Chicago Police Department

Chicago Department of Human Services

Illinois General Assembly

A.I. Rhem & Associates

Favorite Color

Blue

Timing Pairs
0,0:3687,13:4254,21:12921,150:13245,182:33360,379:34470,407:36616,504:61860,870:63430,901:80316,1160:92045,1267:94970,1336:100547,1412:100783,1439:101255,1517:133770,1905$0,0:24924,431:26154,441:57204,888:60441,947:69340,1084:92138,1386:101612,1544:125422,1906:126790,1933:127222,1941:138700,2056:151490,2280:156235,2377:163020,2433:163545,2526:167145,2685:167670,2694:177860,2835:213574,3216:218714,3293:250480,3754
DAStories

Tape: 1 Story: 1 - Slating of Sylvester Rhem's interview

Tape: 1 Story: 2 - Sylvester Rhem lists his favorites

Tape: 1 Story: 3 - Sylvester Rhem describes his earliest childhood memories

Tape: 1 Story: 4 - Sylvester Rhem shares memories about his mother

Tape: 1 Story: 5 - Sylvester Rhem shares memories about his step-father

Tape: 1 Story: 6 - Sylvester Rhem shares memories of his maternal grandmother

Tape: 1 Story: 7 - Sylvester Rhem talks about his paternal grandparents

Tape: 1 Story: 8 - Sylvester Rhem describes childhood experiences in Chicago, Illinois

Tape: 1 Story: 9 - Sylvester Rhem talks about his elementary school and his favorite teachers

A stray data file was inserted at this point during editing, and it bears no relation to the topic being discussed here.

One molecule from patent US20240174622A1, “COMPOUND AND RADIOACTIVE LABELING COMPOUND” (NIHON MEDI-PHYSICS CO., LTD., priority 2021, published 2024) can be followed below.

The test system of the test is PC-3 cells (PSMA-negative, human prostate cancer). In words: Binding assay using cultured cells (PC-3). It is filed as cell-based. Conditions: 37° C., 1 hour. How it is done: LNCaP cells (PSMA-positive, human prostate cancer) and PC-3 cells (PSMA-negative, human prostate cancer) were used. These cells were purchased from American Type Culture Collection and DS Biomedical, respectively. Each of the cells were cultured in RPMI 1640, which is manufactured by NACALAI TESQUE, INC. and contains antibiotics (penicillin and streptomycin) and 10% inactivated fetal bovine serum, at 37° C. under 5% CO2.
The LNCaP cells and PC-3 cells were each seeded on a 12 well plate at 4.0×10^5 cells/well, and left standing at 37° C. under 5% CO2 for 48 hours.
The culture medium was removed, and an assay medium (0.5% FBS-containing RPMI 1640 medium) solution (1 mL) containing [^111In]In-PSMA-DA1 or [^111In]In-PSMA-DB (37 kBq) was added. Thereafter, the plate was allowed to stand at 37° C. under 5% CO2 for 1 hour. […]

Tape: 1 Story: 10 - Sylvester Rhem describes people who influenced his career

Tape: 1 Story: 11 - Sylvester Rhem talks about courting his future wife

Tape: 1 Story: 12 - Sylvester Rhem explains why he did not pursue his interest in electrical engineering

Tape: 1 Story: 13 - Sylvester Rhem describes his first job and subsequent career path

Tape: 1 Story: 14 - Sylvester Rhem describes his developing political interests

Tape: 1 Story: 15 - Sylvester Rhem describes his first bill in the Illinois General Assembly in 1981

Tape: 1 Story: 16 - Sylvester Rhem describes his experience as an Illinois State Representative

Tape: 1 Story: 17 - Sylvester Rhem describes legislation he introduced to legalize casinos in Chicago, Illinois

Tape: 2 Story: 1 - Sylvester Rhem describes the legislation he introduced to legalize casinos in Chicago

Tape: 2 Story: 2 - Sylvester Rhem talks about subsequent legislation approving casinos in Illinois

Tape: 2 Story: 3 - Sylvester Rhem describes his experience as a Chicago police officer

Tape: 2 Story: 4 - Sylvester Rhem describes his political interests

Tape: 2 Story: 5 - Sylvester Rhem talks about how he would like to be remembered